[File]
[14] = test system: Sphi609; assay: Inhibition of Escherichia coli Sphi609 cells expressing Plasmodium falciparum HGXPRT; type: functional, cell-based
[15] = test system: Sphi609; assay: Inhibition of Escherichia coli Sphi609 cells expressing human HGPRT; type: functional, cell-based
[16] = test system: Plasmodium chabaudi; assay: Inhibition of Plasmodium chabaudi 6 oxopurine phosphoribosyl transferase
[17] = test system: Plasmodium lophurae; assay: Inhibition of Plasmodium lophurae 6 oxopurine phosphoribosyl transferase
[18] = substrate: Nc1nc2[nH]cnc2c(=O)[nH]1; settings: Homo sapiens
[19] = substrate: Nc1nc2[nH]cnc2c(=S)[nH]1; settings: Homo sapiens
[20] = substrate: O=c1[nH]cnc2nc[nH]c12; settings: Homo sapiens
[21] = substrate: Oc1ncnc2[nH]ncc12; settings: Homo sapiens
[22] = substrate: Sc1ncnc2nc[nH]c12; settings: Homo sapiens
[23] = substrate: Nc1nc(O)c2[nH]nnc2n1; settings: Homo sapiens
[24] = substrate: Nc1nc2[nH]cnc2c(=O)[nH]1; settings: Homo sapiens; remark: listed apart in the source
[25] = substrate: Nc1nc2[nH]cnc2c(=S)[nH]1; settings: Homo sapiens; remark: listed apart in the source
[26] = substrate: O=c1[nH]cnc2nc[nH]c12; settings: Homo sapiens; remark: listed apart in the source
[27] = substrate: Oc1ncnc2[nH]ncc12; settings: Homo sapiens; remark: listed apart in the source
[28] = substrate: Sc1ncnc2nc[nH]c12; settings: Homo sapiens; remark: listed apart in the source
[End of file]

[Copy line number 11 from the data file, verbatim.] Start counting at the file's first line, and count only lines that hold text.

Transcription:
[24] = substrate: Nc1nc2[nH]cnc2c(=O)[nH]1; settings: Homo sapiens; remark: listed apart in the source